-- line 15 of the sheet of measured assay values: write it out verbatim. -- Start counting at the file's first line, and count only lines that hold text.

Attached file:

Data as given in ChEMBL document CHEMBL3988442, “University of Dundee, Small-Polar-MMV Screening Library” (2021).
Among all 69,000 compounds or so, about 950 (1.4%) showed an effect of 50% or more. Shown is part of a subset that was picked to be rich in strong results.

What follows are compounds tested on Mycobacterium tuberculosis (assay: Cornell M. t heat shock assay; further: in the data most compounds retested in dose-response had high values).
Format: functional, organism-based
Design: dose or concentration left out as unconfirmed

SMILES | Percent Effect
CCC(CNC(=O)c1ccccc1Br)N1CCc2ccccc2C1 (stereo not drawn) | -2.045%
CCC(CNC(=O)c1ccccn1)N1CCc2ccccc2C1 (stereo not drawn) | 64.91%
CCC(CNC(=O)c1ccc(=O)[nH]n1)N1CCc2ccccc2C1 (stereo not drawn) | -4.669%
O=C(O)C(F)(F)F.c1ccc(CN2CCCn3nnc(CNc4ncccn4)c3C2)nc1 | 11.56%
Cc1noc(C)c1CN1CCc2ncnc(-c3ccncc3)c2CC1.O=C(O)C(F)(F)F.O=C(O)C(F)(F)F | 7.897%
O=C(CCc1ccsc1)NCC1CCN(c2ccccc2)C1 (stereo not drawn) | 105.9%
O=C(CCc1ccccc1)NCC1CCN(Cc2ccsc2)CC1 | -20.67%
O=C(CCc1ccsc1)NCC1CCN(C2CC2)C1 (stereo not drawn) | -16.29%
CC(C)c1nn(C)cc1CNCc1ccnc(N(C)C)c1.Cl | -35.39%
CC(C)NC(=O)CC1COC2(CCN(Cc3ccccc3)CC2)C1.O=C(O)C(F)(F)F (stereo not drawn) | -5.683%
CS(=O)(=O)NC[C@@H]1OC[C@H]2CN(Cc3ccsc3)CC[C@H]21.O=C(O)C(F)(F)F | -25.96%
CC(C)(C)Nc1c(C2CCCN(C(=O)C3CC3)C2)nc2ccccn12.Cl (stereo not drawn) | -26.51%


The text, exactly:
CC(C)c1nn(C)cc1CNCc1ccnc(N(C)C)c1.Cl | -35.39%